The Headphone Jack Controversy: Is Apple Pushing or Pulling?
More rumors emerge about Apple's determination to kill the 3.5mm headphone jack. But is the company using its influence for good or profit?
Advancing technology at all costs.
Rumors about Apple's decision to remove the headphone jack from the iPhone 7 have been circulating since the company bought Beats in 2014, but as we inch closer to the launch date, those rumors are gaining credibility. Though Tim Cook explained that the purchase of Beats was less about hardware and more about Beats' curated music streaming, acquiring a company that features mostly Bluetooth-connected devices (though they still have a few wired devices) leads to raised eyebrows about the veracity of that claim.
The first issue is that the 3.5mm headphone jack isn't proprietary property, but the lightning port is. By handing out approvals and licenses for other companies to use lightning cables, Apple maintains control over exactly what it allows to be affiliated with its products and makes even more money doing so. If the headphone jack is eliminated, iPhone users will have two choices: Bluetooth connection or lightning cable. Either option means the majority of us will be shelling out money for new headphones if we want to keep up with the latest iPhone.
Eliminating that headphone port means that Apple can continue makes thinner phones (because that went well last time)...even though no one's particularly asking for thinner phones. Longer battery life, sure, but thinner phones? Not a top priority. That tricky matter of physics also means that Apple needs to come up with an astonishingly strong shell if it wants to avoid even more bending.
On the other hand, there's the issue of headphone jacks being a liability. It's fairly common for lint or crumbs to get stuck in a hole that serves as an accidental receptacle for everything lining the bottom of our pockets. If that happens and you try to plug your headphones in, you've just shoved the junk further down the hole and good luck getting it out. Actually, removing lodged detritus from the headphone jack can be downright dangerous because the battery is located right in front of the jack. Well-meaning iPhone users trying to fix their own headphone jack can inadvertently puncture the battery in the process and suddenly turn an annoying situation into a serious one. If the iPhone is the Death Star, the headphone jack is its thermal exhaust port.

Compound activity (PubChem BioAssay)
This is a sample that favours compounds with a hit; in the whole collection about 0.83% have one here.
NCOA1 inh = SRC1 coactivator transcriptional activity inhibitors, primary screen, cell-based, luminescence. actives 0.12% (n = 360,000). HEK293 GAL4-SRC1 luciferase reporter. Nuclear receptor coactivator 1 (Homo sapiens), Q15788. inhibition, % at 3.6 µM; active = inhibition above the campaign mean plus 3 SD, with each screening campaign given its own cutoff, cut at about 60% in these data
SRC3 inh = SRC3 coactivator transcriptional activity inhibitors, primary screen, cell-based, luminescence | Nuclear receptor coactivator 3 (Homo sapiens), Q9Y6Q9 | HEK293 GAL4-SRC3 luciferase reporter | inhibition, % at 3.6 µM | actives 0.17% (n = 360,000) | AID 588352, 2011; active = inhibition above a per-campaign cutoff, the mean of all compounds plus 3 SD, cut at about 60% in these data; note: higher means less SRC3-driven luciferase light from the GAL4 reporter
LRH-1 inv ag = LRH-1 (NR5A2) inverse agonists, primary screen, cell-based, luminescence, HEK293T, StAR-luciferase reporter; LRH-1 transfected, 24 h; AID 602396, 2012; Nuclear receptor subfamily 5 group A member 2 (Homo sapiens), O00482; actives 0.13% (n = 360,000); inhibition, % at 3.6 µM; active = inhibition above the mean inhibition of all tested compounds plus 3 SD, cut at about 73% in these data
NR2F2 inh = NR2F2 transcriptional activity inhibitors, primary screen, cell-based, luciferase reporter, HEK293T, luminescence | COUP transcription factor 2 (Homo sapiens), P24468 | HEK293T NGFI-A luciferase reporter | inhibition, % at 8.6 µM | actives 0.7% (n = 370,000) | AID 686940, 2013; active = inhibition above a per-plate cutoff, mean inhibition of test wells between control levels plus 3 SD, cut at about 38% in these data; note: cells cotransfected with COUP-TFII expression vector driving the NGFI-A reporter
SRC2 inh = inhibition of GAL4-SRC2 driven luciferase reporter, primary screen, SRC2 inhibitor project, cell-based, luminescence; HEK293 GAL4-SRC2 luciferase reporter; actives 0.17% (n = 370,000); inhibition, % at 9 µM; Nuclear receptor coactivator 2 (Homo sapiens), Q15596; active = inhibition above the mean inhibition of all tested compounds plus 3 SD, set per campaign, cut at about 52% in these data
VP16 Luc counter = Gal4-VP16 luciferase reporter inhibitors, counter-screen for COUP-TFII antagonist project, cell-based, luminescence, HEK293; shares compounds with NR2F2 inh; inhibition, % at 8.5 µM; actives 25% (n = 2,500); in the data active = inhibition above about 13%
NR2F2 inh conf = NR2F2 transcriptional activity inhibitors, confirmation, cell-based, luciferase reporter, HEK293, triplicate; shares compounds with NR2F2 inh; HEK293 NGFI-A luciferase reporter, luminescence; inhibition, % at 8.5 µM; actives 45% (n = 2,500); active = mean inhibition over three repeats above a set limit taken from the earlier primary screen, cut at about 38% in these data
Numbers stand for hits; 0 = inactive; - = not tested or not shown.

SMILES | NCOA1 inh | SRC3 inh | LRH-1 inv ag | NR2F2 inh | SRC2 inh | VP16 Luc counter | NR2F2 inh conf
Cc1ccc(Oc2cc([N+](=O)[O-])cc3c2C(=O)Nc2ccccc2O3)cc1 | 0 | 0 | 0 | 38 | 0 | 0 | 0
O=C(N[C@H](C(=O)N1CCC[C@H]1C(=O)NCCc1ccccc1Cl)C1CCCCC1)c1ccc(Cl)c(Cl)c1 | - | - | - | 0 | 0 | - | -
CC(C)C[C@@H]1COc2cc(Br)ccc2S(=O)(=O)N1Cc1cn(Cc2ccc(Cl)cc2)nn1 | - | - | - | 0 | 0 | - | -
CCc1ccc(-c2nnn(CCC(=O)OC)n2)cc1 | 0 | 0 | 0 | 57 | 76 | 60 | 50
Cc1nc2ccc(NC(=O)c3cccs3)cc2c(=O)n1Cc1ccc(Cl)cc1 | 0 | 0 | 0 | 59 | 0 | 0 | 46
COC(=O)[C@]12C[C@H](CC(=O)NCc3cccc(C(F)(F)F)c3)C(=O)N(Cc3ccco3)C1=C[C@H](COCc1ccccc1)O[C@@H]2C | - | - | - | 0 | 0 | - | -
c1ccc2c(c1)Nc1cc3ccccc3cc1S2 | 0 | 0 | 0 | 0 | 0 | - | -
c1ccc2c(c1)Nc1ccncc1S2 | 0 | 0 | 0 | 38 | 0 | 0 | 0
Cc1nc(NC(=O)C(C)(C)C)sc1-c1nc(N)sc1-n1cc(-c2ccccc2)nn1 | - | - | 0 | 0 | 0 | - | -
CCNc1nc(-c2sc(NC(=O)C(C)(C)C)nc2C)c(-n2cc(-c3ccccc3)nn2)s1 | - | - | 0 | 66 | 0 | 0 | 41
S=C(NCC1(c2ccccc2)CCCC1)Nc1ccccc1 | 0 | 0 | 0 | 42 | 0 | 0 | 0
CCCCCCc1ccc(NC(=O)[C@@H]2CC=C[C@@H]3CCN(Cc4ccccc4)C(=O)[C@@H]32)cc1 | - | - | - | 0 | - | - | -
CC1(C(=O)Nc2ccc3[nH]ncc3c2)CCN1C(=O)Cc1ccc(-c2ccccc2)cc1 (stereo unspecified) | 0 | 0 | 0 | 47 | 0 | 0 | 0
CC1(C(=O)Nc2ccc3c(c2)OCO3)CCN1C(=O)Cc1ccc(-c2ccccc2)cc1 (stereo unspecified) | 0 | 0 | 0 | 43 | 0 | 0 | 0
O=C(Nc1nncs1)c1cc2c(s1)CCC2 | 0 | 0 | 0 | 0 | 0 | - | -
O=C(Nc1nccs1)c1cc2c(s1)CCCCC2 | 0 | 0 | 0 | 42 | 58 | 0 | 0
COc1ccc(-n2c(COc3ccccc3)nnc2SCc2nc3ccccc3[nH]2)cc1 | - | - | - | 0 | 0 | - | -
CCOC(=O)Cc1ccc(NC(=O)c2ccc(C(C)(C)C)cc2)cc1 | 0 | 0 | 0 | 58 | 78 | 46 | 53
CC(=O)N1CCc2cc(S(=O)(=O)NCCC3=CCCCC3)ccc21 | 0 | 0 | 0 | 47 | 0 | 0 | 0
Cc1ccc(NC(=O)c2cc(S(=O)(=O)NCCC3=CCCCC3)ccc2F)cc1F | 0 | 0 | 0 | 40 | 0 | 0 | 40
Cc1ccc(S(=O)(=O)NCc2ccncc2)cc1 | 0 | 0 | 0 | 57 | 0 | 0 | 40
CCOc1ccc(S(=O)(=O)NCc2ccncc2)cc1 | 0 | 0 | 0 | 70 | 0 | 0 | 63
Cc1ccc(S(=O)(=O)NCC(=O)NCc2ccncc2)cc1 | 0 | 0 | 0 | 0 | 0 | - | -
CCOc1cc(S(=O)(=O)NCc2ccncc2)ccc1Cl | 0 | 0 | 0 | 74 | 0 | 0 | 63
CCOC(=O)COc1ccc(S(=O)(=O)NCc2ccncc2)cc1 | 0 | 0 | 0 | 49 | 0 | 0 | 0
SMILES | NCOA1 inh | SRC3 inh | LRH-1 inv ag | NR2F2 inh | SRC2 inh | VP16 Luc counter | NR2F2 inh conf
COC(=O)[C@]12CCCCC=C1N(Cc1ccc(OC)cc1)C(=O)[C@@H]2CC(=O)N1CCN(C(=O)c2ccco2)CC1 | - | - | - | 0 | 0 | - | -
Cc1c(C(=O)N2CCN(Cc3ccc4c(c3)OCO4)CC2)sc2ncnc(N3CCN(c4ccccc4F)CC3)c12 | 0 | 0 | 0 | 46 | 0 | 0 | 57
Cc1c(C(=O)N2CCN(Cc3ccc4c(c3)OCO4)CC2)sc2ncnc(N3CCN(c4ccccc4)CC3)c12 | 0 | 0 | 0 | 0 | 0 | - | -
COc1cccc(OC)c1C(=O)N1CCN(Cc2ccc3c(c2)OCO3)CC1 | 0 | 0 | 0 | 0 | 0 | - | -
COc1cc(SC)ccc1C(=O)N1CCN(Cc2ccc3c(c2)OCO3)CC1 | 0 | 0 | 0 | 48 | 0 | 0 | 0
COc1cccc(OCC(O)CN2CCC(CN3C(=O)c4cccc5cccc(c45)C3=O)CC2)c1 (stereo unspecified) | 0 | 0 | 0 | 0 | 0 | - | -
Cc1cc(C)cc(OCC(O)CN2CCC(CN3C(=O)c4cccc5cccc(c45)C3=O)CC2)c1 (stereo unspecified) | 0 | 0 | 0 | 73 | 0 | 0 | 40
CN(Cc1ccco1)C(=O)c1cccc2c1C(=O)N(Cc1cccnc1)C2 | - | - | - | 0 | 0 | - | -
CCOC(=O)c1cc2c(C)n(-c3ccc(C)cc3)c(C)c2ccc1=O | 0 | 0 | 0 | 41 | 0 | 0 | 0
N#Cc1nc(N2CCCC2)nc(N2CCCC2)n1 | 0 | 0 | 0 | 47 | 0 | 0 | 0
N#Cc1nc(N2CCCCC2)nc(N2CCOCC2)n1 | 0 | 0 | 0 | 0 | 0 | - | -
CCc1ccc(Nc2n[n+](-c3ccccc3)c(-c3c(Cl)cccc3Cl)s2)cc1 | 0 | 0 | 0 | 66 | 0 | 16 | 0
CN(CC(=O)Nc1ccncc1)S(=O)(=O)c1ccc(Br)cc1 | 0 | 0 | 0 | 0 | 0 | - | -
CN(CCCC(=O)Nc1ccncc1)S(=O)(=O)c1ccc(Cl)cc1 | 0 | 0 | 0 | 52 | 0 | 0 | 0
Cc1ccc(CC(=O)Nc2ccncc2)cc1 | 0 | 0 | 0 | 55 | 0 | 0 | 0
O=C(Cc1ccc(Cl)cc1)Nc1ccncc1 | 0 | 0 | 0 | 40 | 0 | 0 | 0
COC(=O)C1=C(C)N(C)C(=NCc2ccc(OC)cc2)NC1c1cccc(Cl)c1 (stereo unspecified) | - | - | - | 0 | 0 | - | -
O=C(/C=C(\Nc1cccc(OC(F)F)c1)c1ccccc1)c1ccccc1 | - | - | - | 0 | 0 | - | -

The other benefit to eliminating the headphone jack is that lightning allows for higher quality music, which would give Apple Music a significant advantage over Spotify, its largest music competitor. But what if you're listening to music and hoping to charge your phone at the same time? Impossible with one port. This has led some to speculate about whether Apple will be incorporating wireless charging, but if it's true, that means iPhone users are limited to where and when they can charge.
The biggest question is whether or not Apple is--assuming the rumors are true--eliminating the lightning jack in an honest effort to modernize music streaming or if it's after tighter control and more money. With the abandonment of technology that's been standard since we had Walkmen, Apple is effectively making the choice for its customers. For those of us who enjoy the universality of the trusty headphone jack (I use one in my car, since there's no Bluetooth), Apple is telling me my choice is to keep using my iPhone 6 until it dies, switch to Android, or convert. And I'm not so sure I like being told what to do.